James Welling

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For other people named James Clarke Welling, see James Clarke Welling (disambiguation).

James Welling (born 1951 in Hartford, Connecticut) is a postmodern artist. He earned both a BFA and an MFA at California Institute of the Arts in Valencia, California, where he studied with, among others, Dan Graham. He emerged in the 1970s as a postconceptual artist for whom photographic norms and the representational field itself were and remain contested and problematized. Welling lives and works in Los Angeles.[1][2]


During his career, Welling has experimented with different photographic mediums, including Polaroids, gelatin silver prints, photograms, and digital prints.

Having studied under John Baldessari at CalArts and exhibited with Sherrie Levine at Metro Pictures, Welling began his career in the so-called Pictures Generation.[2] His self-education in photography began in 1976 with the series Los Angeles Architecture & Portraits.[2] In 1977 his second series, Diary/Landscape, matched the handwriting of his great-grandparents' letters with winter landscapes in Connecticut.[2] Another well-known 2009 series by Welling is a meditation over a period of three years on Philip Johnson’s Glass House, shot in situ using colored filters.[3][4] By contrast, his images of the Maison de Verre, are digitally manipulated. The rooms are lightened and brightened so that in some cases they glow unnaturally like a magazine spread.[4] Yet another series consists of rectangles of pure color, made in the darkroom using colored filters.[3] For his photogram series Torsos (2005–08), Welling cut screening, of the same type used for windows, to follow bodily contours and placed them on chromogenic paper before exposing them.[5]


Welling has held various teaching positions at universities since 1995. He is currently Area Head of Photography at UCLA. In the fall of 2014, he will serve as Visiting Professor of Photography at Princeton University, where he previously held the position in 2012.[1]

Other projects[edit]

  • Welling was the photographer of the cover art for Sonic Youth's 1985 album Bad Moon Rising.[6]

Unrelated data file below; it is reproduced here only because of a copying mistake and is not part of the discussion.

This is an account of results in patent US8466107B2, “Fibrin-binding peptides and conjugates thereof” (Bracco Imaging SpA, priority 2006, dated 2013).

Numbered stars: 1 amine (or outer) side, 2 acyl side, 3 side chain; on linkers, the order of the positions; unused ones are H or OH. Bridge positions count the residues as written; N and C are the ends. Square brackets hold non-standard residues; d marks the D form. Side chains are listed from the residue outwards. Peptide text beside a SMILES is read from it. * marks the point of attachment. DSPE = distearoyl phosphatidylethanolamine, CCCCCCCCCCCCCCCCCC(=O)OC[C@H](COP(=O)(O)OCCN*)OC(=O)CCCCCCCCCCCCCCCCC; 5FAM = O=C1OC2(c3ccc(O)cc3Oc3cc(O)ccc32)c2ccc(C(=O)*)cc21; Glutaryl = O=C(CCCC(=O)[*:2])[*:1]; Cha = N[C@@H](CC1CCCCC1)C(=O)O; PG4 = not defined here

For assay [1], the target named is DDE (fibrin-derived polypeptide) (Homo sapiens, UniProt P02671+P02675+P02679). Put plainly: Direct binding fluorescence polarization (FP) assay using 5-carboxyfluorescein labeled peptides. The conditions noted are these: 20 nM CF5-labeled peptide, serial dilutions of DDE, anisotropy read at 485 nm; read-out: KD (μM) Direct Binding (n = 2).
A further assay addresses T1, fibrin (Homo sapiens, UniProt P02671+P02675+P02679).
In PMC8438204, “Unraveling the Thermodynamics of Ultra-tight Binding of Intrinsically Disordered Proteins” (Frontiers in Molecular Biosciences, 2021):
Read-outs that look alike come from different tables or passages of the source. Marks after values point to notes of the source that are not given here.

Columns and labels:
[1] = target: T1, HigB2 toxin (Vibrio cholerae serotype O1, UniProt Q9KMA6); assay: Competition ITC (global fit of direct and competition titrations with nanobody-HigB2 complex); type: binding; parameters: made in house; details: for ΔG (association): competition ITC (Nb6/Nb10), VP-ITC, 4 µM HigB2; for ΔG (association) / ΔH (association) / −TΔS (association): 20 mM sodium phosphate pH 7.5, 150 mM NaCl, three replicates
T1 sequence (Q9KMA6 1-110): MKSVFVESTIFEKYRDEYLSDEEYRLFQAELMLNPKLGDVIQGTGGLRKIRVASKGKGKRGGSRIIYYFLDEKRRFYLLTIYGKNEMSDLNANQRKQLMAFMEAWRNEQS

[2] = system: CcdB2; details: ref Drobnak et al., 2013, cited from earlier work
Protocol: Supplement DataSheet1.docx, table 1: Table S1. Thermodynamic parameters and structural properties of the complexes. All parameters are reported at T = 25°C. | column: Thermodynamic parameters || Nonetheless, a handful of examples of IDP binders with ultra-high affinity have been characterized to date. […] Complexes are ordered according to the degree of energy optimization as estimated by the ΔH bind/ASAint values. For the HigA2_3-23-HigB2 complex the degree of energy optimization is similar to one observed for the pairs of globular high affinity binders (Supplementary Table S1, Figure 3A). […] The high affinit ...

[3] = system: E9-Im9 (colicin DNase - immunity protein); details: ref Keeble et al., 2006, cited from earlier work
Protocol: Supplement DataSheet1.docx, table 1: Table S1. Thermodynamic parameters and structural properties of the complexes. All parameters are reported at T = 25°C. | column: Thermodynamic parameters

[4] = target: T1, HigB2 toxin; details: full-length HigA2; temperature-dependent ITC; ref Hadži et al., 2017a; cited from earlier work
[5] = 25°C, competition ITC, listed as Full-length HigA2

• Welling collaborated with U.S. poet Susan Howe, providing six black-and-white photograms to accompany the text of THAT THIS, published in 2010.
  • In 2009 Welling designed a hand-knotted rug for BravinLee programs.
  • For the spring collection of Italian fashion label Brioni, Welling collaborated with the brand's creative director Brendan Mullane on a triple exposed floral print that was showered over zip front collared jackets, short sleeved silk shirts and Prince of Wales check suits.[7]


Venues at which Welling has exhibited include the 2008 Whitney Biennial at the Whitney Museum of American Art in New York City, and the Museum of Contemporary Art in Los Angeles. In 2009, Welling’s work was featured in the historical survey, The Pictures Generation, 1974-1984, at the Metropolitan Museum of Art, New York, and in 2008, he participated in the Whitney Biennial. In 1992, his work was included in documenta IX. Retrospectives of his work have been held at David Zwirner in 2008 and a major survey, titled James Welling: Monograph, was held at the Cincinnati Art Museum in Ohio and accompanied by a large-scale catalogue published by Aperture;[8] the exhibition later traveled to the Hammer Museum in Los Angeles.

The artist is represented by David Zwirner, New York (since 2005),[1] Regen Projects, Los Angeles and de:Galerie nächst St. Stephan Rosemarie Schwarzwälder in Vienna, Austria.


The artist's work is held in major museum collections, including the Centre Georges Pompidou, Paris; Hammer Museum, Los Angeles; Kunstmuseum Wolfsburg, Germany; Los Angeles County Museum of Art; Metropolitan Museum of Art, New York; Museum of Contemporary Art, Los Angeles; Museum of Fine Arts, Boston; Museum of Modern Art, New York; Solomon R. Guggenheim Museum, New York; Tokyo Metropolitan Museum of Photography; and the Whitney Museum of American Art, New York.[1]


In 2014, the New York Times considered Welling one of today’s most influential photographers.[3] That year, the artist was named one of the recipients of the Infinity Award given by the International Center of Photography, New York.



External links[edit]